Now it takes some time as the frozen tundra also known to Chicago begins to thaw out. I mean, just amazing pictures here. Quite a scene now in Chicago and elsewhere as well. The Arctic Falls, right? If you will, Niagara now. This happens every year, we get to -- you know, lots of areas freezing here, but you usually don't see these complete chunks of ICE across Niagara Falls, and this was hard work this week as well.

Fires happen, but no matter what the weather, and when it's minus 50 degrees Celsius, it is quite a physical challenge for firefighting efforts out there. So, good job to them.

Look at this, 40 plus record lows. So, these were the morning temperatures on Thursday across the U.S. Midwest and Northeast. And there were 40 degrees or there were 40 of them of that were below normal. And by just -- you know, kilometers, here we're talking.

Look at the numbers right now. These are the current wind chills, I know this looks cold, right? Minus 22, Green Bay. Because Chicago at minus 16. But believe it or not, this is a significant improvement from where we've been. Despite that, still through the early morning hours, are going to have wind chill advisories because the wind, of the temperature we're going to combine to make some cold temperatures.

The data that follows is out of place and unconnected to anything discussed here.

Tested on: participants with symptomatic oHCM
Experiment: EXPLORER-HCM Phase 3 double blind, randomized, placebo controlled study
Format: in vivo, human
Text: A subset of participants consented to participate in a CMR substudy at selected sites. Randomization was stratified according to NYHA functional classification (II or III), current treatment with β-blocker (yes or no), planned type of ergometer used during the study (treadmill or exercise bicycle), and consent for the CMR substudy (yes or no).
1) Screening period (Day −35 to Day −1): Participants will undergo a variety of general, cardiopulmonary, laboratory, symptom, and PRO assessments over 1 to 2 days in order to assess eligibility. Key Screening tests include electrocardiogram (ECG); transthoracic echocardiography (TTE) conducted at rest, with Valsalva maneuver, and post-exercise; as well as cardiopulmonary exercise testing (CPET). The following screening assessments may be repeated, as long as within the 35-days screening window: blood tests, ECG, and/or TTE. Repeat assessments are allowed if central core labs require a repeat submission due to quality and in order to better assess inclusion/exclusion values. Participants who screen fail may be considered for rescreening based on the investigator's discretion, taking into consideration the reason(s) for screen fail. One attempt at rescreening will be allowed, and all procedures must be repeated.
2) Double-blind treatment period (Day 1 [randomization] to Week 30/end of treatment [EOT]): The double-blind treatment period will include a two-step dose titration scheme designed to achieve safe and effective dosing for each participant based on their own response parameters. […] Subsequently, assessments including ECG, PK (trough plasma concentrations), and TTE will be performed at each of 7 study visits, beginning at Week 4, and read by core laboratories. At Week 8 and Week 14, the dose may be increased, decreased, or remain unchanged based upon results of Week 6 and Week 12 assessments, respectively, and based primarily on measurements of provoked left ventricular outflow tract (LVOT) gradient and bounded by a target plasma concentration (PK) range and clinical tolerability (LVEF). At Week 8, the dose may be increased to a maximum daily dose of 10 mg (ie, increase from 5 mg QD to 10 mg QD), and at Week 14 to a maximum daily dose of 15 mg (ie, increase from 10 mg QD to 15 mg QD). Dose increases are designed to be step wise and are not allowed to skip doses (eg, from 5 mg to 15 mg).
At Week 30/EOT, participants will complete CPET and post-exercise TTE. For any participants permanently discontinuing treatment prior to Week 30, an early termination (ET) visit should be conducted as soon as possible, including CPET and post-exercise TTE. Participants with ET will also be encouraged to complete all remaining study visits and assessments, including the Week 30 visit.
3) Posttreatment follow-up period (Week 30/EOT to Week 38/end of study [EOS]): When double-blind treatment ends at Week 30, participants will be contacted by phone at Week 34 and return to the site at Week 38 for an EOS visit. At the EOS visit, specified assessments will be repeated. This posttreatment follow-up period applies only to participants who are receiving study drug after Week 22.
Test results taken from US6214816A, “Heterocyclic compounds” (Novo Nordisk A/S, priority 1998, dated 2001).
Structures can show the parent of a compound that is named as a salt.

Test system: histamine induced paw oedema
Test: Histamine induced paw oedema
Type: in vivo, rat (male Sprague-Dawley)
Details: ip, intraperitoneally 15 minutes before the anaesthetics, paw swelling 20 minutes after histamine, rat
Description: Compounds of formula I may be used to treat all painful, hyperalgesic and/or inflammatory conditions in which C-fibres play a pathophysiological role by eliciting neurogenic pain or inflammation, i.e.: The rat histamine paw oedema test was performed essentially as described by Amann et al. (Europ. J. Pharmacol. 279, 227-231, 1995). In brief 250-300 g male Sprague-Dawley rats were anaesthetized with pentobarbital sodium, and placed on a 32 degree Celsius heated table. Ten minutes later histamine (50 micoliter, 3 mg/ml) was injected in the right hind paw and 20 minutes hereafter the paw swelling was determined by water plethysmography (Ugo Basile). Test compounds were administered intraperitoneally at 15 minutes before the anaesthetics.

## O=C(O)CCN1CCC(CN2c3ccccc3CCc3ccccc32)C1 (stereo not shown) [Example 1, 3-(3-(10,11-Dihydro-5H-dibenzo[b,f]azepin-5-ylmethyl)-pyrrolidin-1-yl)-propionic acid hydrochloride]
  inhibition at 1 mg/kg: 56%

But not like this, the coldest temperature recorded in Chicago since the mid-90s that was minus 30 degree Celsius. But as I mentioned, look at this jump of temperatures. This is going to feel like spring as we head to next Sunday and Monday with temperatures around eight or nine.

It's not going to feel like spring for a good friends of the U.K. Snowing in London, in fact, we had yellow and amber alerts as we speak. Particularly, in London, we have amber alerts. And that means travel delays on rail, perhaps, air as well. And we're looking at the potential for power cuts as a result of this snow.

And, by the way, it's not just going to be snow here but some ice. A better news is heading into the weekend that we look to improve, and I think it will be much better shaped as this area of low pressure begins to move out winter everywhere.

[02:50:41] HOWELL: All right.

ALLEN: So, but February, happy February One. We're marching forward, right?

CABRERA: We do, certainly, yes. In month.

ALLEN: We'll take it.

HOWELL: That's the news, yet. All right. Ivan, thank you then.

ALLEN: A refugee held in an Australian detention center has won a top -- how about this one, literary prize after writing an entire book via WhatsApp.

HOWELL: It's incredible. Behrouz Boochani was seeking asylum. But under Australian law, anyone caught trying to reach the country by boat is set to a Center in the Pacific. Once there, he used this iPhone to write about his experience. Sending out his book to a translator, one text at a time.

ALLEN: Years later, No Friend but the Mountains was awarded the Victorian Prize for Literature. In a recorded acceptance speech from Manus Island, he talked about the power of words.


BEHROUZ BOOCHANI, WINNER, VICTORIAN PREMIERS LITERARY AWARDS: Literature has the power to give us freedom. Yes, it is true. I have been in the cage for years. But throughout this time, my mind has always been producing words and these words have taken me across borders, taking me overseas, and to unknown places.